Cool Coonoor: A Cloudful of Memories (Part I)
Every time I think of Coonoor, a charming little town in the Nilgiris, a cloudful of beautiful memories floats by. A few years ago, we spent a long weekend there.
We reached Coimbatore in the early hours of the morning, after an overnight train journey by the Kanyakumari Express from Bangalore. Hurriedly gulping down some breakfast and tea, we took an auto to the bus stand. State Government buses to Ooty via Coonoor departed from here at regular intervals. Pretty soon, we boarded one of these buses, ready for a 4-hour ride. The last segment of this bus journey was a very picturesque one through the mountains, passing numerous hairpin bends. The bus driver drove very fast and we spotted him looking away from the road on several occasions, making us very nervous. We tried hard to find out what he was distracted by – turned out that he was busy choosing the music that he wanted to play next. Definitely not music to our ears! With our hearts in our mouths, we prayed at every hairpin bend. As we neared our destination, beautiful tall trees beckoned us to the lovely hill station, Coonoor.
Hopping into an auto, we headed to the Coonoor Club, where we planned to stay for the next couple of days. Located very close to Sim’s Park, this place was very comfortable. After a great lunch, we set off to explore Coonoor by car.
Our first destination was the Ralliah Dam. We drove through tea estates, passing several small villages on the way. Women in these villages wore a unique type of headgear. As we approached the dam, a few fallen trees blocked the way, but our guide skillfully moved these aside. There were awesome views all around!! The first view of the dam and its surroundings was spectacular. The Ralliah Dam is a small reservoir, with calm water – a picture of absolute serenity. The foundation stone of Ralliah dam was laid in 1938, and it was inaugurated in 1941. It is surrounded by lush green meadows. In the distance, buffaloes grazed. We walked along the dam and then sat by the water, completely immersed in the tranquil surroundings.
We had to tear ourselves away from the peaceful environs of the dam to visit Beulah Farm. Beulah farm had a wide variety of herbs, fruits and flowers. The owner welcomed us, and very soon, a jam-tasting session followed :). There were 7 varieties of jam, made from plants grown at the farm. Our instant favourite was the “rhubarb” jam. One big bottle, please 🙂 (Our order was placed). The wine-tasting session was next. However, we chose to explore the farm instead. We were taken on a very interesting tour through the farm. We were introduced to a wide variety of plants – Rhubarb, Lemongrass, Chive, Rosemary, Lavender, Strawberry, Bayleaf, Tulsi, Mint, Peppino, Avocado, Pear, Plum, Peach, Mom-in-law’s Tongue (take a guess about its appearance 🙂 ), Dancing Fuschia, Orchid, Roses of every colour (even black and green! ), JetPlane Cactus (this one bore a striking resemblance to a jetplane)……. LOOOOONG LIST already, and there were many more. WHEW!! We did not know some of these even existed! Jimmy, the owner’s dog, dozed away while we explored every nook and corner. As our visit was coming to an end, he woke up and we introduced ourselves :). At the entrance to the farm, is a rock, named Moby Dick – no prizes for guessing the origin of the name. Well, must say – it definitely resembled a whale! We had a whale of a time at Beulah Farm:)!!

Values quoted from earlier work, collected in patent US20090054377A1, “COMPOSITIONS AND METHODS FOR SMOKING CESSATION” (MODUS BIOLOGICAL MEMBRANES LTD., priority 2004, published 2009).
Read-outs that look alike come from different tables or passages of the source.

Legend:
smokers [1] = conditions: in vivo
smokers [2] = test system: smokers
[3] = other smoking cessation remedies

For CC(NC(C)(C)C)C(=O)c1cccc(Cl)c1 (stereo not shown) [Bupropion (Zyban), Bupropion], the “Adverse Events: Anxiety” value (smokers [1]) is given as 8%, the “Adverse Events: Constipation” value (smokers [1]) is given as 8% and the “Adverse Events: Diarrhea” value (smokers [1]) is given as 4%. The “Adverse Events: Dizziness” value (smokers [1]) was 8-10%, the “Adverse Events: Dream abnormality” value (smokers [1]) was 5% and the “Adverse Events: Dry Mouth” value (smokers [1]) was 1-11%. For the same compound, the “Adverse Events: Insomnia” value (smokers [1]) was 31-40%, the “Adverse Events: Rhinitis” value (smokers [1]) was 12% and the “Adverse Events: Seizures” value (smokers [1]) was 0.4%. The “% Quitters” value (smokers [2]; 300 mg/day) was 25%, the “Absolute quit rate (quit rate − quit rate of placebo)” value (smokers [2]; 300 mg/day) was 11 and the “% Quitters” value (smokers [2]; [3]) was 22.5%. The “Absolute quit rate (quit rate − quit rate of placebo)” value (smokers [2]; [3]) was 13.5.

Cuppa chai? Next halt – the Tea factory. Inside the factory, we were shown the various stages of manufacturing tea, and the elaborate machinery that is used for the process. Do you know: 4 kg of tea leaves generate 1 kg of tea. A couple of cups of chai, and some photo sessions in the tea estate followed. From here, we had a great view of a Golf Club and people playing cricket in the valley. It is said that a single tea plant lasts for a hundred years!!! Well, after hundred years, you can only plant another tea plant there since the soil turns acidic. Silver oak trees are grown in the midst of tea estates to act as sponges for mopping excess water. The tea plant requires very little water, but the water supply has to be continuous and thus, requires a slope. (Source of our fact file – our guide and the employees in the tea factory)
After a splendid drive through Coonoor, we took a leisurely stroll in Coonoor’s Botanical Garden, Sim’s Park, observing some interesting botanical specimens like the “bat flower” on our way.
Tons of buses connected various parts of Coonoor at a down-to-earth price of Rs 2 per ride per person. We took a bus downtown. The roads were extremely narrow, and very steep. It was interesting to see the techniques employed by the bus drivers on these slopes, when buses came face to face on bends. We were quite nervous initially, but soon, got the hang of things, and took it easy :). Downtown, we explored a few shops, had dinner at SreeLaxmi restaurant, and headed back to Coonoor Club. This was the first of several meals we would enjoy at SreeLaxmi restaurant.
A beautiful hike, and our rendezvous with clouds, in the next post, Cool Coonoor: A Cloudful of Memories (Part II).